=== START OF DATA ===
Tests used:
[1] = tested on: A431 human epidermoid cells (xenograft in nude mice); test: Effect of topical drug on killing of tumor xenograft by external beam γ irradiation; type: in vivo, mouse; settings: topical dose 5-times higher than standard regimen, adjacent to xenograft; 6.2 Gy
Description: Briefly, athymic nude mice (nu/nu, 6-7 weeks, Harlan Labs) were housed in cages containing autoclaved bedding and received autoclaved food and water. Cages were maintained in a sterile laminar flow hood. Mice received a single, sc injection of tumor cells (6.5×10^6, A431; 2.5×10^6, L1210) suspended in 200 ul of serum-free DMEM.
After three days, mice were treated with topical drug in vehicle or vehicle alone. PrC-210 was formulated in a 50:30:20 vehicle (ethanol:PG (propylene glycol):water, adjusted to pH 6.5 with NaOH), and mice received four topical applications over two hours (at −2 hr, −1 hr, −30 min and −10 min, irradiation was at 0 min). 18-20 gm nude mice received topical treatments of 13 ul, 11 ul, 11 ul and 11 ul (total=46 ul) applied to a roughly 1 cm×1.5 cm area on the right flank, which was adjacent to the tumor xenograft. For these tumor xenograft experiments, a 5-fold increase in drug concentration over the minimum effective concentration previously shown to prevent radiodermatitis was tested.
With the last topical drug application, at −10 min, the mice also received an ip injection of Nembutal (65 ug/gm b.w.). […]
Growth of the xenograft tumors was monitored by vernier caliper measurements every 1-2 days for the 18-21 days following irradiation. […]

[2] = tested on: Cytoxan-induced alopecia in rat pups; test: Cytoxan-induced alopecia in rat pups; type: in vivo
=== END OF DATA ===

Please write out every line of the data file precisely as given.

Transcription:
Tests used:
[1] = tested on: A431 human epidermoid cells (xenograft in nude mice); test: Effect of topical drug on killing of tumor xenograft by external beam γ irradiation; type: in vivo, mouse; settings: topical dose 5-times higher than standard regimen, adjacent to xenograft; 6.2 Gy
Description: Briefly, athymic nude mice (nu/nu, 6-7 weeks, Harlan Labs) were housed in cages containing autoclaved bedding and received autoclaved food and water. Cages were maintained in a sterile laminar flow hood. Mice received a single, sc injection of tumor cells (6.5×10^6, A431; 2.5×10^6, L1210) suspended in 200 ul of serum-free DMEM.
After three days, mice were treated with topical drug in vehicle or vehicle alone. PrC-210 was formulated in a 50:30:20 vehicle (ethanol:PG (propylene glycol):water, adjusted to pH 6.5 with NaOH), and mice received four topical applications over two hours (at −2 hr, −1 hr, −30 min and −10 min, irradiation was at 0 min). 18-20 gm nude mice received topical treatments of 13 ul, 11 ul, 11 ul and 11 ul (total=46 ul) applied to a roughly 1 cm×1.5 cm area on the right flank, which was adjacent to the tumor xenograft. For these tumor xenograft experiments, a 5-fold increase in drug concentration over the minimum effective concentration previously shown to prevent radiodermatitis was tested.
With the last topical drug application, at −10 min, the mice also received an ip injection of Nembutal (65 ug/gm b.w.). […]
Growth of the xenograft tumors was monitored by vernier caliper measurements every 1-2 days for the 18-21 days following irradiation. […]

[2] = tested on: Cytoxan-induced alopecia in rat pups; test: Cytoxan-induced alopecia in rat pups; type: in vivo